Hacking incidents cost companies millions of dollars on average. Here's why the CFO needs to be involved in cybersecurity strategies from the start.
With the average cost of a data breach reaching $3.62 million, there's no question that cybersecurity impacts a company's bottom line. The financial burdens of these attacks are leading CFOs, who were not traditionally part of a company's cybersecurity strategy, to step up and take a seat at the table when it comes to assessing and minimizing cyber threats.
"In the last couple of years, cybersecurity has become more of a financial issue, and has a larger financial impact on victims of attacks than previously," said Dustin Driggs, CFO of Barracuda Networks. For example, retail giant Target is set to pay an $18.5 million settlement in the wake of its 2013 hack that impacted more than 41 million customer credit card accounts. And health insurance firm Anthem agreed to settle a class action suit following the 2015 attack on its systems for $115 million.
Further, common cybercriminal attacks such as ransomware and spear phishing often have financial end goals, Driggs said. "Ransomware and spear phishing are purely financial related attacks, and involve giving money to restore your business, or creating fraudulent wire transfers," Driggs said.
And as humans—especially finance teams—are the no. 1 targeted resource within a company when it comes to cyberthreats, the CFO must be aware of all of the potential attack vectors to safeguard the company's assets.
"For any publicly traded company, CFOs have a fiduciary responsibility to care about cybersecurity," said Forrester analyst Jeff Pollard. "In that situation, the CFO is responsible to shareholders, so anything that erodes shareholder value—including a breach of customer data that might bring about legal and investigative costs, or theft of IP that might degrade market positioning or unique differentiators—are issues that corporate officers and directors are responsible for."
Building C-suite relationships
CFOs are entrusted to safeguard the assets of a company, both physical and digital, said Wesley Simpson, COO of ISC(2). "They're equally as important as the CEO, CIO, and even CISO," Simpson said. "I don't think a proper security plan and strategy can exist without them."
Beyond legal or regulatory accountability, relationships between CFOs and CISOs or CIOs are beneficial to both parties, Pollard said. In a cooperative relationship, the CFO can provide guidance to the CISO on the long- and short-term budgeting plans of the business, which can help dictate the choices a CISO makes when selecting technology products or services.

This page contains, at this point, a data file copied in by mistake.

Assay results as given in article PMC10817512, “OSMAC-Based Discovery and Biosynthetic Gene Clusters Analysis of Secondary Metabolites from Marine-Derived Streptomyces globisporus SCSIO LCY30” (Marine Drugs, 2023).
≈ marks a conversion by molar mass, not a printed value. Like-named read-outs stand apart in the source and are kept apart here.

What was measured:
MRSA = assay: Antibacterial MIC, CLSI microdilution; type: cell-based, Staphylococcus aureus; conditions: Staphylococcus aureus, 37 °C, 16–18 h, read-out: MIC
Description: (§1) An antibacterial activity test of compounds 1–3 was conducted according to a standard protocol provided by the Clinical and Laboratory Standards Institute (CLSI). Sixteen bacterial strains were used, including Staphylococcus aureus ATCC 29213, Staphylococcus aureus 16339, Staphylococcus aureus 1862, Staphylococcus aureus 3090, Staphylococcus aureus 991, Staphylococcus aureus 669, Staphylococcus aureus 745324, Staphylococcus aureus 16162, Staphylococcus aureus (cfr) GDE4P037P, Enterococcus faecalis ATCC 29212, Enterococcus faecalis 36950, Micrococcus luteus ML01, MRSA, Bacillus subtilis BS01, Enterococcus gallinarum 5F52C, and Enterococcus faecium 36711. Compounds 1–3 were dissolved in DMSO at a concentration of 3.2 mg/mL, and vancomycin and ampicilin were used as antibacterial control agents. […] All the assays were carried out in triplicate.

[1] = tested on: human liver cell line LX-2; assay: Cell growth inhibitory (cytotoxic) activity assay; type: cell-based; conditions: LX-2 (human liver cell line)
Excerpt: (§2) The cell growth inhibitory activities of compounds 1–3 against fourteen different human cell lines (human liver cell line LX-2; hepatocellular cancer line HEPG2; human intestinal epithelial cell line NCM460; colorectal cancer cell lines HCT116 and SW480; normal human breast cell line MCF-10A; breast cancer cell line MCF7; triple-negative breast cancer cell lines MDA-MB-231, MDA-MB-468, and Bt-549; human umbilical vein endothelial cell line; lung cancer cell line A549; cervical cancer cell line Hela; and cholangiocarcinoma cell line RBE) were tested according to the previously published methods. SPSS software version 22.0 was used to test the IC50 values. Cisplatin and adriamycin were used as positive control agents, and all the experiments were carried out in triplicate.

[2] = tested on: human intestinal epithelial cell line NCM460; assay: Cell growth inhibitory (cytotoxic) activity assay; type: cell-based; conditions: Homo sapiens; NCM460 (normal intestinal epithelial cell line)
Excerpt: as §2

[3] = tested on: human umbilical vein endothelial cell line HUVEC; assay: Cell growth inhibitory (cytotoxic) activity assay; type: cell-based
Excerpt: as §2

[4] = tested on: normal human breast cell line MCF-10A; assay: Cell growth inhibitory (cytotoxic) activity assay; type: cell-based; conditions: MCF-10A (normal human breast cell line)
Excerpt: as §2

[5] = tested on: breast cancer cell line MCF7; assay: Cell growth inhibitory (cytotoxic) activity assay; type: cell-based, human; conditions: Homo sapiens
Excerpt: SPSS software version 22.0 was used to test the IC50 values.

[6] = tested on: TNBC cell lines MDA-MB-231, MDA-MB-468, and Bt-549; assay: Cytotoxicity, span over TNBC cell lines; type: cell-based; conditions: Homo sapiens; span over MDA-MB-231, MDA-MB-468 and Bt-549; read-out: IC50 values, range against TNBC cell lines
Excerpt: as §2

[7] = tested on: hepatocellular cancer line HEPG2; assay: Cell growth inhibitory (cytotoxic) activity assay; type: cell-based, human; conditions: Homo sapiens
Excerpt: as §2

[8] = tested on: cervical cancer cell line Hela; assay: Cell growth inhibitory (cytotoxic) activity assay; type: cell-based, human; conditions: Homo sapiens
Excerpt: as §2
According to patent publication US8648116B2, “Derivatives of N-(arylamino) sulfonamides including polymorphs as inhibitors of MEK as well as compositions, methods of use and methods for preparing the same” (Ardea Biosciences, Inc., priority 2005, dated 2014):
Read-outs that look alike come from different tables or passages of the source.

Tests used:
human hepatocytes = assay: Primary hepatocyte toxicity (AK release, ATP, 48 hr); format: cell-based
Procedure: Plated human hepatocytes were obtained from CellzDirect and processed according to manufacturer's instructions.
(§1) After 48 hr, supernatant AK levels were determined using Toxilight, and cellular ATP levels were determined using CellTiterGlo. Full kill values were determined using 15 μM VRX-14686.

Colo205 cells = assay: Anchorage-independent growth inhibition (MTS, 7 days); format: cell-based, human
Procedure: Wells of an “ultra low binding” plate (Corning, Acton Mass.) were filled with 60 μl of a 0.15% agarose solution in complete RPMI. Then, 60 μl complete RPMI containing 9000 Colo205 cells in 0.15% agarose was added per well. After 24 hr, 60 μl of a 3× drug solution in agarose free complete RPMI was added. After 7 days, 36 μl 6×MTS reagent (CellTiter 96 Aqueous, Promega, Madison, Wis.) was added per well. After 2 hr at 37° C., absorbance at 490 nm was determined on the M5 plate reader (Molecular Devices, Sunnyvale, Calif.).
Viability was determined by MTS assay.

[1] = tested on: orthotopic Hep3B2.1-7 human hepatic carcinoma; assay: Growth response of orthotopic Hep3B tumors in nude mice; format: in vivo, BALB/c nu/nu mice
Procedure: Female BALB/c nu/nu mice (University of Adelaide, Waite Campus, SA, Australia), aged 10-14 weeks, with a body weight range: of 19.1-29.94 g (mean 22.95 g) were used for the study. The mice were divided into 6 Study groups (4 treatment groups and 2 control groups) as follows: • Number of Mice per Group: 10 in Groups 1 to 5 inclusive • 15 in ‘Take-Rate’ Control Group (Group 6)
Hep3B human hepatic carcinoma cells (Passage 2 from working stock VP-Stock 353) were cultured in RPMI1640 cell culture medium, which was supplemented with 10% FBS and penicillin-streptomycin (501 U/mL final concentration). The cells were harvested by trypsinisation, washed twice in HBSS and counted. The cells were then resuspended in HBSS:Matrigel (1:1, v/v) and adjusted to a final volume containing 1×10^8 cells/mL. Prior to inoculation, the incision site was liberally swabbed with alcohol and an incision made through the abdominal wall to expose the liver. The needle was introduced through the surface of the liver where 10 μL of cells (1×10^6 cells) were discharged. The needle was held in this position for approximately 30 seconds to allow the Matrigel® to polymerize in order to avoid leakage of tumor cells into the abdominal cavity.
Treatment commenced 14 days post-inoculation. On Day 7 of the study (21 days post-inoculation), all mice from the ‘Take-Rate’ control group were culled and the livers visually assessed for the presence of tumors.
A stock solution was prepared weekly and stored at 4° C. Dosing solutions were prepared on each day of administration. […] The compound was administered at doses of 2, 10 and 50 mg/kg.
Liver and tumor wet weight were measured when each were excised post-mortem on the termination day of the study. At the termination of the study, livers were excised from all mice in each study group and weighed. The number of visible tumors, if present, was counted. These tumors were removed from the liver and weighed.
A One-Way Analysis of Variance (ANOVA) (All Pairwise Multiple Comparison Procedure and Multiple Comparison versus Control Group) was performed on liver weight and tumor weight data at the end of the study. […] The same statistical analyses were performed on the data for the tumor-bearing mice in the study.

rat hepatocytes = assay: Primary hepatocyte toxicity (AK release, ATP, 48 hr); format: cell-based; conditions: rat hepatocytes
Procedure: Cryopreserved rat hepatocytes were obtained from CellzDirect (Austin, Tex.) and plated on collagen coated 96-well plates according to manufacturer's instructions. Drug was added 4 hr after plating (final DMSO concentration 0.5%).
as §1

For example, if the CFO works with the CISO to explain that hybrid cloud and Everything as a Service options are growing portions of business unit budgets, the CISO would know that heavy on-premises spending is not the right direction to go in, Pollard said.
"CFOs manage the long and short term financial health of their company," Pollard said. "They can provide insight to the CISO that helps them how to budget, forecast, measure, and optimize the security program so that it fits in with strategic company objectives, but also fits in with the budgeting and plans of other departments inside the organization."
The CISO might be aware of their budget, and might have insight into the CIO's budget, but likely doesn't have insight into the CMO's or the COO's budget, Pollard said. The CFO can help provide that information and facilitate conversations between various leaders so all parties are pointed in the same direction.
Along with information on the latest threats, CFOs can also learn better cyber hygiene processes from the CISO or CIO, Simpson said. For example, just as the IT team may segment their network and give access only to certain users to minimize the potential for a breach, CFOs can do the same on the financial end.
"CFOs can leverage similar capabilities as IT does securing networks in terms of security assets," Simpson said. "The CFO should be working in tandem with other C-suite members to truly understand what the business needs and how they can help protect those processes."
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Advocating to the board
Typically, the CIO or CISO is concerned with the technical implications of preventing cyber attacks, Driggs said. The CFO can essentially act as a translator to the CEO and board, and describe the risks at a more basic level as well as the potential costs of those risks.
"Bringing cybersecurity up a level to the C-suite and providing it to them in a framework of risk helps them to really put the investments we want to make in the right framework, so they can understand those investments versus the overall compensation structure or the R&D pipeline," Driggs said.
In this way, the CFO can act as a cybersecurity advocate to the board. "If we are hit with a cyber attack or subject to ransomware or fraud, there is certainly a financial impact and a reputation impact and a business continuity impact," Driggs said. "The CIO should view a relationship with the CFO as beneficial to them—they will get an advocate to represent their issues to the board and the C-suite for investments and awareness around the risks they are trying to mitigate for the company."
The board and C-suite ultimately hold the CFO responsible for managing the risks of the company, Driggs said. "It falls on me to make sure I'm understanding all the risks," he added. "Having these high profile attacks like Petya and WannaCry is raising the requirements of the CFO to understand the risks to the company, and help advocate and make the right investment decisions around mitigating those risks."
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